"Before paperbacks and pocket books, before blogs, there were broadsides.
Every day, we walk past billboards for shops and car dealers, for churches and insurance, but our streets, our daily lives among each other, are missing something. They're missing thought. Dialogue. Opinion. Ideas.
Let's put words out there for people to snort at, sigh over, argue with, and read. Let's put up broadsides."
Ten years ago, Elizabeth Bradfield -- writer, naturalist, published poet, fellow MFA companion (back in the day) and good friend (to this day) -- told me she was starting a special online project: Broadsided Press.
A bit like a literary magazine -- but collaborative and reliant on community effort for distribution and printing -- Broadsided Press would take submissions from poets, ask a group of artists to "dibs" on new poetry each month and create artwork that arose from the poems that spoke to them directly. These Broadsides would be printed and hung by "vectors" all over the world, and it was a new format for an old idea, and it was super exciting, and it would include interviews and translations and opportunities for special response features to world events, plus years "in haiku," and did I want to be a part of this?
I did. But what I was really focused on around that time was wading through an icky-pukey first trimester, so I was distracted and didn't really understand how large this project could potentially become. My son's name is "Pelle," in part because of the time Liz patted my belly and asked, "How's Pelagic Meissner?" I might have barfed right after that, but "Pelle" stuck. When he was born, "Carl" was absolutely the wrong name. Ahhh, good friends.
The Butterfly Farm is the latest Broadside I've had the pleasure of being a part of. The poem was written by New York writer, Nicole Callihan and spoke to me as a mother, woman and observer; I knew I had the perfect piece of artwork to accompany Nicole's writing.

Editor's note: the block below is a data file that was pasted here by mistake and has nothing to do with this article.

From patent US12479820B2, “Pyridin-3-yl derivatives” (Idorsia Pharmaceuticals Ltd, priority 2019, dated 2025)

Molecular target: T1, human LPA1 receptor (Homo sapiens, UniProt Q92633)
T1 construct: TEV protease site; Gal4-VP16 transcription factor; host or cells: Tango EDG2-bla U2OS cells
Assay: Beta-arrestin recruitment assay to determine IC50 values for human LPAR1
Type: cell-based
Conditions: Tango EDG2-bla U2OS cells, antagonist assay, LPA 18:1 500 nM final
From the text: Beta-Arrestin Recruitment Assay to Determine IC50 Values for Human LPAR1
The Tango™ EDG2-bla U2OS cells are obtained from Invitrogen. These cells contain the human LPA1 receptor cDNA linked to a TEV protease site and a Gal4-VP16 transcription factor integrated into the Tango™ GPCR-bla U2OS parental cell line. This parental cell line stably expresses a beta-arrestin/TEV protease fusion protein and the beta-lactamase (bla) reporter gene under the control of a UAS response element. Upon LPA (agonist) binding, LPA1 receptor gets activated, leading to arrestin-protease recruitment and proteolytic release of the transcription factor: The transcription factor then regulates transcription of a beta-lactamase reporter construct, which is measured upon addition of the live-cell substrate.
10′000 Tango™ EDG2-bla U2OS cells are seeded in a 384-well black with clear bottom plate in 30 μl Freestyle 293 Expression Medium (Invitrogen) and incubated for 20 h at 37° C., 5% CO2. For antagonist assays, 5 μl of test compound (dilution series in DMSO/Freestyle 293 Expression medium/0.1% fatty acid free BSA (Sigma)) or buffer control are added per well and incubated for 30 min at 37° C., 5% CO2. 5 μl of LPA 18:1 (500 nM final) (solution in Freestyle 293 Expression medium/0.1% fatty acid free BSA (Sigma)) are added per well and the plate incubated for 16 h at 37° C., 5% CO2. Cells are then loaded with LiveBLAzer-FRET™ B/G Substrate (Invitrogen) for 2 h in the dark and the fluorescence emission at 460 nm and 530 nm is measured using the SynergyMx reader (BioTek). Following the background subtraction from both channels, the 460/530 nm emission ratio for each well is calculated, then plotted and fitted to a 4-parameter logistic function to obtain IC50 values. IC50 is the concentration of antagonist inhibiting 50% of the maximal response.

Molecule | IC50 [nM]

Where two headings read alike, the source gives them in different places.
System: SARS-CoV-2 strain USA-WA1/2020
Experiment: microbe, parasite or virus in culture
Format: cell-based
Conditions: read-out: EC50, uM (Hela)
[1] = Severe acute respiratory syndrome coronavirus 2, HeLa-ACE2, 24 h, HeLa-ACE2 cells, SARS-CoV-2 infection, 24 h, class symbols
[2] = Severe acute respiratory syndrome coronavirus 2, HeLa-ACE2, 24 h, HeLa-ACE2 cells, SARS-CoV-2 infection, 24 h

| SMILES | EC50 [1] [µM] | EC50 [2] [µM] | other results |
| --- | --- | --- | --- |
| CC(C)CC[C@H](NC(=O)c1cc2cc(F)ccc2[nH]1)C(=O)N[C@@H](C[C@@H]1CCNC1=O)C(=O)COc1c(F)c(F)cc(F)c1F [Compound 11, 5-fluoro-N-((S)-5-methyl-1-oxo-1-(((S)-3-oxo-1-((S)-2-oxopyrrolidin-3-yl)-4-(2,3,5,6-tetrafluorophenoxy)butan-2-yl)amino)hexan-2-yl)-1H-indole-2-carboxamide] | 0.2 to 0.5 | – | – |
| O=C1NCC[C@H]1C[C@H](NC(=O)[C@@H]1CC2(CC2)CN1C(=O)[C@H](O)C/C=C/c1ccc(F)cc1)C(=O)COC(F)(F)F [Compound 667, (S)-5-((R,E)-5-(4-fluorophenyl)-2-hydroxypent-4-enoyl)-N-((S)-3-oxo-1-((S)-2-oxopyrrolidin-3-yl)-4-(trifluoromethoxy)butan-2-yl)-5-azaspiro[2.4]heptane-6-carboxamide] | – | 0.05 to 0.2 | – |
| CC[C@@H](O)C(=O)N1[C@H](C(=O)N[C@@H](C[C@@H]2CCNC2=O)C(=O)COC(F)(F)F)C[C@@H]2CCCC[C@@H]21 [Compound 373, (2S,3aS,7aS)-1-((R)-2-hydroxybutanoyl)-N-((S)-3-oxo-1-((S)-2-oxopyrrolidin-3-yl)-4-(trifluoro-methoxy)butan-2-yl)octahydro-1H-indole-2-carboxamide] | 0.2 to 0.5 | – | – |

Broadsided Press is going strong after a decade of successful collaboration. I've moved in and out as an artist, once even getting an email (okay, maybe twice getting this email) that said "Nudge, nudge your artwork is due," and I looked at my kids and said, "You guys need to entertain yourselves while I help my friend Liz."
Sometimes the artwork already existed:
But most of the time the poetry has spoken to me as an illustrator, warranting something brand new.
The first glimmers of my current direction with textiles happened within these Broadsides -- small opportunities to diversify and explore new materials. Initially, I'd wanted to incorporate textile use into children's book art, but this hasn't come about yet. My work is dark, and somehow the textiles tapped into an even darker place. I know there are dark children's books, I'm drawn to them, but I've been told a number of times by art directors that my particular darkness is a little too ... scary.
Clicking on any of these images will take you to Broadsided Press, where you can print out and distribute these Broadsides in your own haunts -- coffee shops, street corners, buses, bars -- you, too, could be a vector. For those of us who don't get out much, they also look pretty good on design walls.
I'm grateful for the opportunity Broadsided has given me to crack knuckles and stretch arms a bit. It's in this diversification -- format, materials, collaborative effort -- where I've discovered new ways to extend my voice and apply it to current work. If you have the chance to diversify within your art form, it will serve you well. I recommend it.
I also recommend the following:
Elizabeth Bradfield is an award-winning poet, writer, naturalist and publisher. Check out her blog, The Haul Out, which considers seals and other items ashore, mostly on Cape Cod. If I could give her an award for being an awesome person, I'd do that too. Also, I wish she could accompany our family on all our Alaskan boat outings because she can identify everything flora and fauna, and she's not a picky eater.
"Bradfield's poems guide us alertly into this treacherous territory pocked with political pitfalls and theoretical quagmires. One hardly notices the perils that abound because Bradfield is such a deft naturalist, with a keen eye."
—Jon Christensen, reviewing Interpretive Work in The San Francisco Chronicle
For even more diversification, a year ago I published this. A bit beachy, a bit writerly, a bit of insight as to how all things have a way of fitting together to make a life whole.